Wake Forest celebrates Islam Awareness Week

Muslim Students Association events allow students to connect and engage with their non-Muslim peers


Courtesy of Gail Bretan

Members of the Muslim Student Association gather on Tribble Courtyard for the first of last week’s events, “Ask a Muslim”.

Daniel Parolini, Contributing Writer

 During this year’s Islam Awareness Week, Muslim students found new ways to connect with their non-Muslim peers, both through education and celebration.

Being at college and not having a friend or not feeling like you belong can be very difficult. But events like these give us the opportunity to not only break down stereotypes but also to foster the sense of community we’ve created for ourselves.

— MSA President Mariama Jallow

“You know that awkward moment when you want to ask a question but don’t want to be offensive?” said Associate Chaplain for Muslim Life Naijla Faizi. “We are opening up the space for you to ask.”

Last week’s events were organized by students in the Muslim Students Association (MSA). Faizi helped organize the first Islam Awareness Week when she was a member of the MSA in 2013.

Whether through the arts or trivia, each event offered a different perspective of Islam and its intersectionality — from Muslim women to Black Muslims to Black Muslim women.

And even though Islam is the second-largest religion in the world, it is one of the smallest faith communities at Wake Forest, representing only one percent of the student population according to the Office of Diversity and Inclusion’s 2020 Report.

Because of this, taking part in Islam Awareness Week was just as important for the Muslim students who organized it as it was for the non-Muslim students, according to Faizi.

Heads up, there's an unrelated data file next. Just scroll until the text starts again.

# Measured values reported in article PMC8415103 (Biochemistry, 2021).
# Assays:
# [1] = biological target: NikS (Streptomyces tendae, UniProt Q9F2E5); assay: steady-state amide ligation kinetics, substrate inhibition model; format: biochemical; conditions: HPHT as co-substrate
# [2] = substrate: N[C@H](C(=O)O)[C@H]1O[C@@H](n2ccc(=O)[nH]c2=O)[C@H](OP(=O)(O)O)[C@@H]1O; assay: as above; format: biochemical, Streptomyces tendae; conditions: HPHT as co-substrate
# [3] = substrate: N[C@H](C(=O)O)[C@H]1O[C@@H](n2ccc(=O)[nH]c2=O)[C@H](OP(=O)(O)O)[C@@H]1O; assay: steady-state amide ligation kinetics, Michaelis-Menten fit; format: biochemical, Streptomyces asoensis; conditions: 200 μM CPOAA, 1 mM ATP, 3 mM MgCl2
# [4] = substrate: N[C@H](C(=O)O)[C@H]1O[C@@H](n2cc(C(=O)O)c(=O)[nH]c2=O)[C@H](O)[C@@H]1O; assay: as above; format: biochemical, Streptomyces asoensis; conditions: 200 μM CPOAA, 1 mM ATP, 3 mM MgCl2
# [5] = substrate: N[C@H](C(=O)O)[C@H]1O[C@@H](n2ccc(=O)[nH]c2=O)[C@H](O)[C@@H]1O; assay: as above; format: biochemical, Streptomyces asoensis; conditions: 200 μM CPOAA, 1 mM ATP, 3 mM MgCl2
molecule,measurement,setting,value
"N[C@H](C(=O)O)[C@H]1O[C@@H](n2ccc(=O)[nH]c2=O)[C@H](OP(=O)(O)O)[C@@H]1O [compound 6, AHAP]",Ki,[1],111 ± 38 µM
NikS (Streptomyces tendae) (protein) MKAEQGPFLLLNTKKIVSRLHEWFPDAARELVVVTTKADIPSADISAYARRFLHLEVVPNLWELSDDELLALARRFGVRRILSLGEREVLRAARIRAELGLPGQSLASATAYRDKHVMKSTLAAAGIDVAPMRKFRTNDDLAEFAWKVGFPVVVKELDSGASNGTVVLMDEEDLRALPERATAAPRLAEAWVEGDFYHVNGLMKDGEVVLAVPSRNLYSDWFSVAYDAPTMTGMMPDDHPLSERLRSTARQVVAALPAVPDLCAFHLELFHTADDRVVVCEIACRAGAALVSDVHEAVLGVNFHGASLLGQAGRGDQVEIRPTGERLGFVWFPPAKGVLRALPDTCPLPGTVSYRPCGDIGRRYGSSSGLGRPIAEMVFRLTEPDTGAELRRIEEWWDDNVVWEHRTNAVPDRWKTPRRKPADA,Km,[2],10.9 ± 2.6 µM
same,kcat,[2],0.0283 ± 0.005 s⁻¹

“Being at college and not having a friend or not feeling like you belong can be very difficult,” said the president of the MSA, senior Mariama Jallow. “But events like these give us the opportunity to not only break down stereotypes but also to foster the sense of community we’ve created for ourselves.”

The first of last week’s events was called “Ask a Muslim”, where students passing through Tribble Courtyard on Monday afternoon could stop by a Q&A table to ask questions about anything related to Islam — and to receive a free doughnut.

The event was inspired by the Muslim American rapper Mona Haydar who in 2015 started a conversation table with the same name.

“I don’t think there’s one friend I have that I haven’t really talked to about being Muslim,” Jallow said. “And I don’t think there’s one of them that hasn’t been a little shocked by the fact that a lot of things are similar to Christianity.”

On March 22, the MSA worked in collaboration with the Student Union to host a trivia night at Shorty’s. 

“It’s an easy way for students who are already taking classes about Islam to practice and see what they know,” Faizi said. 

Wednesday’s event featured a showing of the film “Malcolm X” (1992) in the ZSR Auditorium. The film was selected for its focus on the African American Muslim community, which can often be overlooked.

“When most people think of Muslims, they don’t think of Americans or African Americans,” Faizi said. 

The same idea echoed through in Ring Theater in Scales Fine Arts Center Thursday evening during Muslim American playwright Rohina Malik’s solo performance of her critically-acclaimed play “Unveiled”. Through a one-woman play, Malik told the stories of four Muslim women, each of them coming from different ethnic backgrounds and facing emotional situations that both exposed and challenged the stereotypes that are common in western media.

“As a Muslim woman watching what she does, you feel very represented,” Faizi said. “There are parts of every one of her stories that I can relate to.”

To end the week, the MSA held an open Jum’ah, or prayer service, sharing in food and conversation with non-Muslim students. 

The service was held in the MSA lounge in Collins Residence Hall — the same place Muslim students meet for Jum’ah every week. This was a change from previous years, when the open Jum’ah was held in Reynolda Hall’s Green Room.

“Muslim students wanted to feel empowered to have a public place to pray on campus,” Faizi said. “Being able to pray in the university’s most iconic administrative building helped many students feel supported and included, but times have changed at Wake Forest.”

While the decision to change locations was made partly out of consideration of the inauguration events, it also reflected a change in thinking for MSA leaders. 

“We’re bringing [other students] into our own home,” Faizi said. “It makes it much more intimate because the people who are there really made an effort to be there.”

To learn more about MSA, follow @wfu_msa on Instagram or visit their website. To learn more about Muslim life at Wake Forest, follow @wfumuslimlife on Instagram.